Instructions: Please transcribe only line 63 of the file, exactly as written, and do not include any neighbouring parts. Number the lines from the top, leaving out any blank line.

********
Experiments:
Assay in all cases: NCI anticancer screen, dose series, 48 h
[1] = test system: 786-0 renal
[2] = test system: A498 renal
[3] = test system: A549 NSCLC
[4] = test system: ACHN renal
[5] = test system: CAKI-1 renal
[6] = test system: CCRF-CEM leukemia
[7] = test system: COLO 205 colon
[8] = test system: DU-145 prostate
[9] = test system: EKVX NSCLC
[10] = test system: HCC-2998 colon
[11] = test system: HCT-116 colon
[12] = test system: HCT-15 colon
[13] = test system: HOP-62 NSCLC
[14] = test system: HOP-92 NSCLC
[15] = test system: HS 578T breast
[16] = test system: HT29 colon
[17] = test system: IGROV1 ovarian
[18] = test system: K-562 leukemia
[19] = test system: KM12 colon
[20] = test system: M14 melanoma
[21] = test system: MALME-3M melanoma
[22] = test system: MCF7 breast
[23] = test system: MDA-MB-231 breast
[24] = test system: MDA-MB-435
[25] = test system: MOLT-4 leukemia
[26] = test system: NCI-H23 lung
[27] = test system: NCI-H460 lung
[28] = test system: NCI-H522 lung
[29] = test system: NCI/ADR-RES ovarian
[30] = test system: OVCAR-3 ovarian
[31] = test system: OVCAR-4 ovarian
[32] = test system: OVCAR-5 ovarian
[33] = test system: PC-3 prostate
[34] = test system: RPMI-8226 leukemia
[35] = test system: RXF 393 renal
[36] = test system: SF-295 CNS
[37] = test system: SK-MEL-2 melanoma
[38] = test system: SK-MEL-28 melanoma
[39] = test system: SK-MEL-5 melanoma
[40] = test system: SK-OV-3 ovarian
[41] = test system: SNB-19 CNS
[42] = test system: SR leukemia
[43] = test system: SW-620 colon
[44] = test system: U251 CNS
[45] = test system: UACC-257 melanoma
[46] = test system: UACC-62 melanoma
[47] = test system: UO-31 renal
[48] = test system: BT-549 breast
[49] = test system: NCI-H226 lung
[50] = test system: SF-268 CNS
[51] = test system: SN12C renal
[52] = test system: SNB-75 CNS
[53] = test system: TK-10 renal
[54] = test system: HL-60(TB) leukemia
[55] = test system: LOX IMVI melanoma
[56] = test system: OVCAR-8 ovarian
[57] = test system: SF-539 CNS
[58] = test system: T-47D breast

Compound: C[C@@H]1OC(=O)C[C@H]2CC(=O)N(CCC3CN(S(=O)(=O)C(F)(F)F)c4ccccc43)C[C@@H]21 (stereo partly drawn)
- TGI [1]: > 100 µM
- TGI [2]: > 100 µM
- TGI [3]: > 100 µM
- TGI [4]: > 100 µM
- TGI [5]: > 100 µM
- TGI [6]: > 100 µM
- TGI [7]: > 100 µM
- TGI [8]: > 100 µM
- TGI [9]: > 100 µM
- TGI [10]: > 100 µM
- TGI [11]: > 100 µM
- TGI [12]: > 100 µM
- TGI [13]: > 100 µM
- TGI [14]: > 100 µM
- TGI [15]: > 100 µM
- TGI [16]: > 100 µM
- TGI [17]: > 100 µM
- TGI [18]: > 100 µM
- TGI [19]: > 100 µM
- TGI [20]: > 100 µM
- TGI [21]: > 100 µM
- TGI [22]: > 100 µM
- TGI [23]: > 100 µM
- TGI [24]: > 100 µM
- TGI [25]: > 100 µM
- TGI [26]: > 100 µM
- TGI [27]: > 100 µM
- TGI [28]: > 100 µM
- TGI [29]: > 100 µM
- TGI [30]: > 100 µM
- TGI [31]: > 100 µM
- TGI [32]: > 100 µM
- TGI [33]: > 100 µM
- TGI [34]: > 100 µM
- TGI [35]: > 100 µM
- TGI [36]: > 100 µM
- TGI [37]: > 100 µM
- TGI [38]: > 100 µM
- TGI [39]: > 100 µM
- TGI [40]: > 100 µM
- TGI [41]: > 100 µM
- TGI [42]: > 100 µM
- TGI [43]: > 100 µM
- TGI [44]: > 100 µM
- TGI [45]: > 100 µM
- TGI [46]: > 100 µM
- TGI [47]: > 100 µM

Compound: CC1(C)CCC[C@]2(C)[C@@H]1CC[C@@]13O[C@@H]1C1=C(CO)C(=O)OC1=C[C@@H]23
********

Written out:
- TGI [2]: > 100 µM